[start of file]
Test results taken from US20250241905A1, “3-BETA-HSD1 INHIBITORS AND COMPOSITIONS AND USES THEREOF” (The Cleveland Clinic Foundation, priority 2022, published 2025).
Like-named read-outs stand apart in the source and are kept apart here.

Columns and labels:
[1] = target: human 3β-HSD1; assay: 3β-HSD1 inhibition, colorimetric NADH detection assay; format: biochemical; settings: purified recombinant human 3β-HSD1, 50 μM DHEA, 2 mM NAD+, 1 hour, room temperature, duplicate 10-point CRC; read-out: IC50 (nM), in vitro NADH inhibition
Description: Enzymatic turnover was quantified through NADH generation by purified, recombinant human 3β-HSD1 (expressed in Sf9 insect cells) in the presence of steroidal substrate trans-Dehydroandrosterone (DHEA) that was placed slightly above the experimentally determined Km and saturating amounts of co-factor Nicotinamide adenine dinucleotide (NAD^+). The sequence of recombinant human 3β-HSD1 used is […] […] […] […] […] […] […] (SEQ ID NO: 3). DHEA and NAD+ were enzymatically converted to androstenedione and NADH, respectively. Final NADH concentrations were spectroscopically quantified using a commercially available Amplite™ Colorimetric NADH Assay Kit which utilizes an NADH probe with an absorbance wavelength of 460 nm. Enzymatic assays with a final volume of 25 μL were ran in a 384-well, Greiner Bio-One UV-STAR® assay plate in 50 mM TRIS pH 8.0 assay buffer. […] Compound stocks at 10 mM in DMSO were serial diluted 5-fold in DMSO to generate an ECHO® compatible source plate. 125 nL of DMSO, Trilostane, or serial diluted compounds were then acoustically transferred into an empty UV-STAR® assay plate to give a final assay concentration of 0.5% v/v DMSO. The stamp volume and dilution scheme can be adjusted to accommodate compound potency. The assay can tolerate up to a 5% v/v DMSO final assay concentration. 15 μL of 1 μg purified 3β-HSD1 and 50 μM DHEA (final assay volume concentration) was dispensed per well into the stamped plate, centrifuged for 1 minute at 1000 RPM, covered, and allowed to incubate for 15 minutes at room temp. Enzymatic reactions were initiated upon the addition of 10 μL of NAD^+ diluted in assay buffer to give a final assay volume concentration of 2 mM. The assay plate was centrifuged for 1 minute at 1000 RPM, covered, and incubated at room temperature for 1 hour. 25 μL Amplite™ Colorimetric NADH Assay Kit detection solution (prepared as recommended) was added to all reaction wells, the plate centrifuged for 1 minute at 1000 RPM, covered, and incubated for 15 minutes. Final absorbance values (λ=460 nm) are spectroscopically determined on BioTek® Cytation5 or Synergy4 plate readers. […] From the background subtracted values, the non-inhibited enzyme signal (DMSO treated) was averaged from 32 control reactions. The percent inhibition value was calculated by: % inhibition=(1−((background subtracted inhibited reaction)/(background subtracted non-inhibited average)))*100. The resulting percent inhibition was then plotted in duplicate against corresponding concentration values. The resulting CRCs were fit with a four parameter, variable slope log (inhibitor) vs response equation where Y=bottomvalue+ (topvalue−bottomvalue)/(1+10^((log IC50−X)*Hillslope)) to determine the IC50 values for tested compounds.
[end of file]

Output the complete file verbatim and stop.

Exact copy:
Test results taken from US20250241905A1, “3-BETA-HSD1 INHIBITORS AND COMPOSITIONS AND USES THEREOF” (The Cleveland Clinic Foundation, priority 2022, published 2025).
Like-named read-outs stand apart in the source and are kept apart here.

Columns and labels:
[1] = target: human 3β-HSD1; assay: 3β-HSD1 inhibition, colorimetric NADH detection assay; format: biochemical; settings: purified recombinant human 3β-HSD1, 50 μM DHEA, 2 mM NAD+, 1 hour, room temperature, duplicate 10-point CRC; read-out: IC50 (nM), in vitro NADH inhibition
Description: Enzymatic turnover was quantified through NADH generation by purified, recombinant human 3β-HSD1 (expressed in Sf9 insect cells) in the presence of steroidal substrate trans-Dehydroandrosterone (DHEA) that was placed slightly above the experimentally determined Km and saturating amounts of co-factor Nicotinamide adenine dinucleotide (NAD^+). The sequence of recombinant human 3β-HSD1 used is […] […] […] […] […] […] […] (SEQ ID NO: 3). DHEA and NAD+ were enzymatically converted to androstenedione and NADH, respectively. Final NADH concentrations were spectroscopically quantified using a commercially available Amplite™ Colorimetric NADH Assay Kit which utilizes an NADH probe with an absorbance wavelength of 460 nm. Enzymatic assays with a final volume of 25 μL were ran in a 384-well, Greiner Bio-One UV-STAR® assay plate in 50 mM TRIS pH 8.0 assay buffer. […] Compound stocks at 10 mM in DMSO were serial diluted 5-fold in DMSO to generate an ECHO® compatible source plate. 125 nL of DMSO, Trilostane, or serial diluted compounds were then acoustically transferred into an empty UV-STAR® assay plate to give a final assay concentration of 0.5% v/v DMSO. The stamp volume and dilution scheme can be adjusted to accommodate compound potency. The assay can tolerate up to a 5% v/v DMSO final assay concentration. 15 μL of 1 μg purified 3β-HSD1 and 50 μM DHEA (final assay volume concentration) was dispensed per well into the stamped plate, centrifuged for 1 minute at 1000 RPM, covered, and allowed to incubate for 15 minutes at room temp. Enzymatic reactions were initiated upon the addition of 10 μL of NAD^+ diluted in assay buffer to give a final assay volume concentration of 2 mM. The assay plate was centrifuged for 1 minute at 1000 RPM, covered, and incubated at room temperature for 1 hour. 25 μL Amplite™ Colorimetric NADH Assay Kit detection solution (prepared as recommended) was added to all reaction wells, the plate centrifuged for 1 minute at 1000 RPM, covered, and incubated for 15 minutes. Final absorbance values (λ=460 nm) are spectroscopically determined on BioTek® Cytation5 or Synergy4 plate readers. […] From the background subtracted values, the non-inhibited enzyme signal (DMSO treated) was averaged from 32 control reactions. The percent inhibition value was calculated by: % inhibition=(1−((background subtracted inhibited reaction)/(background subtracted non-inhibited average)))*100. The resulting percent inhibition was then plotted in duplicate against corresponding concentration values. The resulting CRCs were fit with a four parameter, variable slope log (inhibitor) vs response equation where Y=bottomvalue+ (topvalue−bottomvalue)/(1+10^((log IC50−X)*Hillslope)) to determine the IC50 values for tested compounds.